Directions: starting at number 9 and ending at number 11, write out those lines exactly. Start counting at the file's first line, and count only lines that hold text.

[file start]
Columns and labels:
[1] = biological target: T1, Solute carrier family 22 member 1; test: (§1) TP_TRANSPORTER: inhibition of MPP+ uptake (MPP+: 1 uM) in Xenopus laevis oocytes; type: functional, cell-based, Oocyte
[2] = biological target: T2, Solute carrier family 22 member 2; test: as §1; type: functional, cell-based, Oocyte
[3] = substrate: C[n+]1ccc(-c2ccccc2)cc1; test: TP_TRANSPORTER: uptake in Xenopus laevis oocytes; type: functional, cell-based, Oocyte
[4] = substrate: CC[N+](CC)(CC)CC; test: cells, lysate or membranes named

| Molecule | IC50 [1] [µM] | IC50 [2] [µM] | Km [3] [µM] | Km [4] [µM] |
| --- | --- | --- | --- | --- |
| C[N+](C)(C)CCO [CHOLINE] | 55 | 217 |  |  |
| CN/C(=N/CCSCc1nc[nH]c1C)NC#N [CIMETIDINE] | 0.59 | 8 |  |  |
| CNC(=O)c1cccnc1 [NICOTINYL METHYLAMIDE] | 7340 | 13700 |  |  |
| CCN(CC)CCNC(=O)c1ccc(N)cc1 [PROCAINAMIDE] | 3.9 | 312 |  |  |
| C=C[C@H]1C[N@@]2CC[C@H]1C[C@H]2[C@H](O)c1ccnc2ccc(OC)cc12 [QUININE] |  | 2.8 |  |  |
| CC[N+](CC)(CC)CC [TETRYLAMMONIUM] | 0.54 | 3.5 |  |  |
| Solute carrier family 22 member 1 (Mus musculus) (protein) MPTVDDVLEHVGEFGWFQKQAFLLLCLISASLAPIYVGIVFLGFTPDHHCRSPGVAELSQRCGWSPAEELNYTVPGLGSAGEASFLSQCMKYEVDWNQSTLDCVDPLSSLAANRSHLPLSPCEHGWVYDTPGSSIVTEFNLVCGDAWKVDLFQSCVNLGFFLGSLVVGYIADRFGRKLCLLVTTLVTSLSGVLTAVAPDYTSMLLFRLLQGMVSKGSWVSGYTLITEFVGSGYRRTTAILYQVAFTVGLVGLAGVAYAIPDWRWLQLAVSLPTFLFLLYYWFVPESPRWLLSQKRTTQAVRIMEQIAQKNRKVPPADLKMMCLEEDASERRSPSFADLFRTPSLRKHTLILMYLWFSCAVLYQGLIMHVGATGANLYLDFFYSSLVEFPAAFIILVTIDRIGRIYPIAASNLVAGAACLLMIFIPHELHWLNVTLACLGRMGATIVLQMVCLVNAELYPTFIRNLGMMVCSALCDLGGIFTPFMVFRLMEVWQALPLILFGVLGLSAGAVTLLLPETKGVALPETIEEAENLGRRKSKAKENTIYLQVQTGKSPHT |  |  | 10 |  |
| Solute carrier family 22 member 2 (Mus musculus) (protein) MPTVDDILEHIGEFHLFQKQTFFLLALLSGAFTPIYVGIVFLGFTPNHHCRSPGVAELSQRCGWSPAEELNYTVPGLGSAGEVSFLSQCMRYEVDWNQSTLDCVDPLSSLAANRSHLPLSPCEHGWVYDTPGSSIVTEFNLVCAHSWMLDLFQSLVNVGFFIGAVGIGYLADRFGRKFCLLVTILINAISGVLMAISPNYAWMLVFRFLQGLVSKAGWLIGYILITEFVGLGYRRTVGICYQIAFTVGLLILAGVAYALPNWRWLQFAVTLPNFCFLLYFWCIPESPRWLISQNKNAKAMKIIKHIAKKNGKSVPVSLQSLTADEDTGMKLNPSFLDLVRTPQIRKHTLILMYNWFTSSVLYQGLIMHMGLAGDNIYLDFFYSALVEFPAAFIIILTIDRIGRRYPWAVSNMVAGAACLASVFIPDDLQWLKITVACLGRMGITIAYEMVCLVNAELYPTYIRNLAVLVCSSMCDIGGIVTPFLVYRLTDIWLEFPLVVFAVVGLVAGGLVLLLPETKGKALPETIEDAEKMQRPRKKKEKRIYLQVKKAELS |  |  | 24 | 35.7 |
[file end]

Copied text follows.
| CN/C(=N/CCSCc1nc[nH]c1C)NC#N [CIMETIDINE] | 0.59 | 8 |  |  |
| CNC(=O)c1cccnc1 [NICOTINYL METHYLAMIDE] | 7340 | 13700 |  |  |
| CCN(CC)CCNC(=O)c1ccc(N)cc1 [PROCAINAMIDE] | 3.9 | 312 |  |  |